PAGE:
Your favorite "extra" thing to do for patients - page 5
We all have things we'd like to be able to do for patients when time allows. We get many many geriatric folks at my work (from home or nursing homes) who haven't had nail care in AGES. I love to... Read More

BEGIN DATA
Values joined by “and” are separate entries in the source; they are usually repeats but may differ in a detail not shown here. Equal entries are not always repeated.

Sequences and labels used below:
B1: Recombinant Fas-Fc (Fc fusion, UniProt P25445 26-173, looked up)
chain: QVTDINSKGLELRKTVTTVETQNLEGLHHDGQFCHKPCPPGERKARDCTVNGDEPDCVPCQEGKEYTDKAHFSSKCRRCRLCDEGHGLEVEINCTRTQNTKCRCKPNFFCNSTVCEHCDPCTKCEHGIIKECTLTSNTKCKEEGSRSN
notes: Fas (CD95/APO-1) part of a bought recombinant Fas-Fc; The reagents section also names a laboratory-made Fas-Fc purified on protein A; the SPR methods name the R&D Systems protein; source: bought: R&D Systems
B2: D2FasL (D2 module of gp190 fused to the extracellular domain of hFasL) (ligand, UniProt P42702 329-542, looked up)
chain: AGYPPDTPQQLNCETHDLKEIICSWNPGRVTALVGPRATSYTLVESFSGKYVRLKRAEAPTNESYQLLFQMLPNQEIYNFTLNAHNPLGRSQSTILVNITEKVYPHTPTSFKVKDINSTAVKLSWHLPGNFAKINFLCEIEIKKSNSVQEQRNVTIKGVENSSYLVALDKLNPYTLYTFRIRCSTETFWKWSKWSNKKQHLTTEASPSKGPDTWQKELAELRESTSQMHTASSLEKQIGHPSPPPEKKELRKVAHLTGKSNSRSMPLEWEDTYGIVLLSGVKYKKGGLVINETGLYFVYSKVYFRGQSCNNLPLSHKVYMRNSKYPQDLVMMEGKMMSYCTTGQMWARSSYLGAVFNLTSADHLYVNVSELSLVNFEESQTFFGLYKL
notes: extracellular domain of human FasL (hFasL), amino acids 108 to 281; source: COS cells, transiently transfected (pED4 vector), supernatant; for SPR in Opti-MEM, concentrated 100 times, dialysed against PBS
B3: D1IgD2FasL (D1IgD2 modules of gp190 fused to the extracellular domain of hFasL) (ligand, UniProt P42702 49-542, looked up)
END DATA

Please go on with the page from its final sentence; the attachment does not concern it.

Aug 4, '02One of my favorite thing to do for my patients is to spend 10 minutes or so and talk with them. So many times, they have nobody to talk with. How many times have you or have you seen members of medical staff including us, so in a room, not even say hello and say, "here's you pills" and give them and leave? What burns me up is that when I was under orientation, the nurse that I was doing the med pass with, had to give ensure with meds and she had these patients drinking so fast. She was like, "....come on, drink drink drink"..........granted we don't have alot of time to do our med pass but I can't see practically shoving a drink down someones throat as a good thing. Anyways, back to subject, sometimes it's as simple as spending under 3 minutes with them. You know, "how are you today".......they want to talk? well give them a few of your minutes. I feel so good inside when I talk to my patients and they say, "thank you so much for listening".........As for my patients who are unable to carry a conversation, well, I still talk to them as I brush their hair or rub their shoulders. fix their blankets etc............